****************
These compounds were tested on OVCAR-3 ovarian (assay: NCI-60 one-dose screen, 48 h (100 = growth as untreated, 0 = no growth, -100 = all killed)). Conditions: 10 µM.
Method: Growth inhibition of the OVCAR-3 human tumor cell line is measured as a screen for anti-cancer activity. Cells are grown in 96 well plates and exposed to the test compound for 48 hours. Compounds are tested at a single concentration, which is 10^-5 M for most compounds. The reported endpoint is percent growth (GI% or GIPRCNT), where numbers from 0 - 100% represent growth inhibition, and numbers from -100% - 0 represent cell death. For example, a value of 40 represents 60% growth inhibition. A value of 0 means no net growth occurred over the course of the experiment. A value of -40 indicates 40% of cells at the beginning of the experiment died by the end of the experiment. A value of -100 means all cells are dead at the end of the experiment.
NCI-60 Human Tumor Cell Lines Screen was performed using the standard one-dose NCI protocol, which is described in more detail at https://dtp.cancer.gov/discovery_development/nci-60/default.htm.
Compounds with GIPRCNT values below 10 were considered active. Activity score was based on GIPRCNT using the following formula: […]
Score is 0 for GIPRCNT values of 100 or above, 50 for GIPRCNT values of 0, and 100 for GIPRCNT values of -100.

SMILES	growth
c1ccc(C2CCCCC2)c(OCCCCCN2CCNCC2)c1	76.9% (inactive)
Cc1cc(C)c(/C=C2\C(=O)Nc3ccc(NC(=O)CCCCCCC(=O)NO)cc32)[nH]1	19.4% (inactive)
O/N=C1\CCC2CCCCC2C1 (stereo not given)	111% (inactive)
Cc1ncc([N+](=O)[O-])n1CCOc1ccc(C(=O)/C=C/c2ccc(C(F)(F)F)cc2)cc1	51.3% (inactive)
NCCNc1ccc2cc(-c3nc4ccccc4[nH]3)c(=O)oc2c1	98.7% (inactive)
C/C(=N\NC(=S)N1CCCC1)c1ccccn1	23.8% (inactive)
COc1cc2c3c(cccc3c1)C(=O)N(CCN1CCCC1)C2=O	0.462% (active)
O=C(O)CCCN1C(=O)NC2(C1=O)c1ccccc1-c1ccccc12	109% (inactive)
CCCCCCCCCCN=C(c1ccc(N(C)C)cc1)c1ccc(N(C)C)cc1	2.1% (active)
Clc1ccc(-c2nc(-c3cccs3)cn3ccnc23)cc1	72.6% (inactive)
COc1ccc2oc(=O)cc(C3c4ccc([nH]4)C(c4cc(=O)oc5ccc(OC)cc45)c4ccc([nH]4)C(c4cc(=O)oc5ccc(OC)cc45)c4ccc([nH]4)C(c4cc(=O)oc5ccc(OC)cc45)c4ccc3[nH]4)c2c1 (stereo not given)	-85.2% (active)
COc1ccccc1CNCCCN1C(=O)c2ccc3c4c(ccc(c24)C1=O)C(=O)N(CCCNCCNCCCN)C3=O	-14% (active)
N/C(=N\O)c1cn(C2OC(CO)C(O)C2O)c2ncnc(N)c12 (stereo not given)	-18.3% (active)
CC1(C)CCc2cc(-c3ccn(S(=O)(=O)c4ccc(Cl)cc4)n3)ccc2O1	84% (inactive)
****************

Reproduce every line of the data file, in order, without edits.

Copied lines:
These compounds were tested on OVCAR-3 ovarian (assay: NCI-60 one-dose screen, 48 h (100 = growth as untreated, 0 = no growth, -100 = all killed)). Conditions: 10 µM.
Method: Growth inhibition of the OVCAR-3 human tumor cell line is measured as a screen for anti-cancer activity. Cells are grown in 96 well plates and exposed to the test compound for 48 hours. Compounds are tested at a single concentration, which is 10^-5 M for most compounds. The reported endpoint is percent growth (GI% or GIPRCNT), where numbers from 0 - 100% represent growth inhibition, and numbers from -100% - 0 represent cell death. For example, a value of 40 represents 60% growth inhibition. A value of 0 means no net growth occurred over the course of the experiment. A value of -40 indicates 40% of cells at the beginning of the experiment died by the end of the experiment. A value of -100 means all cells are dead at the end of the experiment.
NCI-60 Human Tumor Cell Lines Screen was performed using the standard one-dose NCI protocol, which is described in more detail at https://dtp.cancer.gov/discovery_development/nci-60/default.htm.
Compounds with GIPRCNT values below 10 were considered active. Activity score was based on GIPRCNT using the following formula: […]
Score is 0 for GIPRCNT values of 100 or above, 50 for GIPRCNT values of 0, and 100 for GIPRCNT values of -100.

SMILES	growth
c1ccc(C2CCCCC2)c(OCCCCCN2CCNCC2)c1	76.9% (inactive)
Cc1cc(C)c(/C=C2\C(=O)Nc3ccc(NC(=O)CCCCCCC(=O)NO)cc32)[nH]1	19.4% (inactive)
O/N=C1\CCC2CCCCC2C1 (stereo not given)	111% (inactive)
Cc1ncc([N+](=O)[O-])n1CCOc1ccc(C(=O)/C=C/c2ccc(C(F)(F)F)cc2)cc1	51.3% (inactive)
NCCNc1ccc2cc(-c3nc4ccccc4[nH]3)c(=O)oc2c1	98.7% (inactive)
C/C(=N\NC(=S)N1CCCC1)c1ccccn1	23.8% (inactive)
COc1cc2c3c(cccc3c1)C(=O)N(CCN1CCCC1)C2=O	0.462% (active)
O=C(O)CCCN1C(=O)NC2(C1=O)c1ccccc1-c1ccccc12	109% (inactive)
CCCCCCCCCCN=C(c1ccc(N(C)C)cc1)c1ccc(N(C)C)cc1	2.1% (active)
Clc1ccc(-c2nc(-c3cccs3)cn3ccnc23)cc1	72.6% (inactive)
COc1ccc2oc(=O)cc(C3c4ccc([nH]4)C(c4cc(=O)oc5ccc(OC)cc45)c4ccc([nH]4)C(c4cc(=O)oc5ccc(OC)cc45)c4ccc([nH]4)C(c4cc(=O)oc5ccc(OC)cc45)c4ccc3[nH]4)c2c1 (stereo not given)	-85.2% (active)
COc1ccccc1CNCCCN1C(=O)c2ccc3c4c(ccc(c24)C1=O)C(=O)N(CCCNCCNCCCN)C3=O	-14% (active)
N/C(=N\O)c1cn(C2OC(CO)C(O)C2O)c2ncnc(N)c12 (stereo not given)	-18.3% (active)
CC1(C)CCc2cc(-c3ccn(S(=O)(=O)c4ccc(Cl)cc4)n3)ccc2O1	84% (inactive)